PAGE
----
August 3, 2012

COLLIERVILLE, TN ( – They don’t slam dance in Collierville, but don’t get the wrong idea. There were plenty of people dancing in their minds on election night, once it became clear that the people of suburban Memphis wanted their municipalities to have their own school systems.

“Everyone won from the get go by going to the polls,” said State Senator Mark Norris (R-Collierville), who is considered the architect of the municipal schools plan.

The Norris plan has generated a lot of controversy. Shelby County Commissioners are fighting the plan, saying it is unconstitutional. Federal Judge Samuel Mays is going to hear arguments on both sides of the issue next month.

Senator Norris isn’t concerned. “There are other hurdles to go through,” he says, “and I’m confident the court will continue to be judicious and just as the court has been so far.”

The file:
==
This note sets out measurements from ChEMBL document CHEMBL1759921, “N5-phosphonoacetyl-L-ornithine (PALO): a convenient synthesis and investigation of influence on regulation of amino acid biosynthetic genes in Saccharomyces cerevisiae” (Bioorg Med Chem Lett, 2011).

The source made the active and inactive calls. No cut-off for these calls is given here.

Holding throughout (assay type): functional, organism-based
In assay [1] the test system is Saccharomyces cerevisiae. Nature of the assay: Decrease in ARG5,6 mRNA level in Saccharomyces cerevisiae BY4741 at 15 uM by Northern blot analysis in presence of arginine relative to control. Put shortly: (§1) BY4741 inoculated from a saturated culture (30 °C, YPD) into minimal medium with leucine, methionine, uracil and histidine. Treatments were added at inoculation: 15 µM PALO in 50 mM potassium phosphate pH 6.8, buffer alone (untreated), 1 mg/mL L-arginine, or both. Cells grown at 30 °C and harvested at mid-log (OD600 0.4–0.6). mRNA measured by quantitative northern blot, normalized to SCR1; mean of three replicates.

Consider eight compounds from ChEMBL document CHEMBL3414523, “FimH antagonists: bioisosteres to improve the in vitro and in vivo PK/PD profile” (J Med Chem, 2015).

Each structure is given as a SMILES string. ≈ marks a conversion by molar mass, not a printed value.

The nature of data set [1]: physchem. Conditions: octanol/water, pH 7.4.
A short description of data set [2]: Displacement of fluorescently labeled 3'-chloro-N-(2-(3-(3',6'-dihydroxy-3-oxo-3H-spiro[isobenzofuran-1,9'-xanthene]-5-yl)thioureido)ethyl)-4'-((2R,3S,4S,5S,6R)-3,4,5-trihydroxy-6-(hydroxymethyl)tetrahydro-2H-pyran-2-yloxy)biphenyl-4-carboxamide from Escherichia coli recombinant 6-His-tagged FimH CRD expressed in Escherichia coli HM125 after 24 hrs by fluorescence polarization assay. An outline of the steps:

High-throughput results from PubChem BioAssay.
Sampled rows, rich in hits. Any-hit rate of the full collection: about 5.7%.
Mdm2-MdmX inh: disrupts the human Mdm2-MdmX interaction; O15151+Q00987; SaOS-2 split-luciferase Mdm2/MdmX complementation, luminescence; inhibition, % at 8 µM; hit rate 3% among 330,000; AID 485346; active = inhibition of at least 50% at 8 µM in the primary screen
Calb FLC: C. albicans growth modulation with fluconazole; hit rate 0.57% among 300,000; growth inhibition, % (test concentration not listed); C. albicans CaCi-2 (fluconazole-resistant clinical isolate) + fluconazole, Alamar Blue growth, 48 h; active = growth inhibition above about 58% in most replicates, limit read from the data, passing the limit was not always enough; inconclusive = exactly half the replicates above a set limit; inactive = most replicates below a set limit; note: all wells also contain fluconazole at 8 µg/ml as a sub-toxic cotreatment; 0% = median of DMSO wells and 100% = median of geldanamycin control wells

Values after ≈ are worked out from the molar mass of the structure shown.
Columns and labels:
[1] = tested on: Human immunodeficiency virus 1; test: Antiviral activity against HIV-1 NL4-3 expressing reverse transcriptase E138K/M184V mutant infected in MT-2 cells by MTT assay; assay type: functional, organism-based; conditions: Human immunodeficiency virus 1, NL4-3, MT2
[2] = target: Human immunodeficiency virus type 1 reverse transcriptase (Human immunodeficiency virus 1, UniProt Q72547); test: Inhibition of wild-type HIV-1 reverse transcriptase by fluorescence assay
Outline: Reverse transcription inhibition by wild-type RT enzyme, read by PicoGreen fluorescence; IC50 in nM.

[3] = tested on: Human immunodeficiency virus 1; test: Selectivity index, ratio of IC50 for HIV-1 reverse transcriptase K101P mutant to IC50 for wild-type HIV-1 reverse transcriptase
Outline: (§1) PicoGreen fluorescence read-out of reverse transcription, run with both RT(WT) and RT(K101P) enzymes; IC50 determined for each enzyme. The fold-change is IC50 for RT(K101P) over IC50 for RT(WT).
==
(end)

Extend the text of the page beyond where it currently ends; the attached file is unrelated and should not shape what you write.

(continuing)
Norris is talking about the biggest hurdle ahead, of course, and it is the court hearing. It is the reason why Collierville Mayor Stan Joyner is taking things easy after the vote. Close to 90-percent of the voters in Collierville said they wanted the town to run its own school system.

“Our position is guarded optimism,” Joyner says. “Judge Samuel Mays has not made his ruling. He’s made it very plain and very clear that if the law is judged unconstitutional, he will throw the results out.”

Mayor Joyner also says voters might have been a bit confused in voting on both the municipal school districts and the sales tax increase.

In Millington, officials plan on appealing the election on the sales tax issue, which lost by just three votes. One way or the other, Joyner says, if you voted for the school districts, you were authorizing the communities to raise your taxes. “If you choose to form a municipal school district,” he says, “you are actually saying you’re willing to take a fifteen cent property tax increase. If you voted for both you said yes, we want a municipal school district and we’re going to fund it with a half cent increase in sales tax.”

The hearing on the plans constitutionality is scheduled for September 4th in Memphis.

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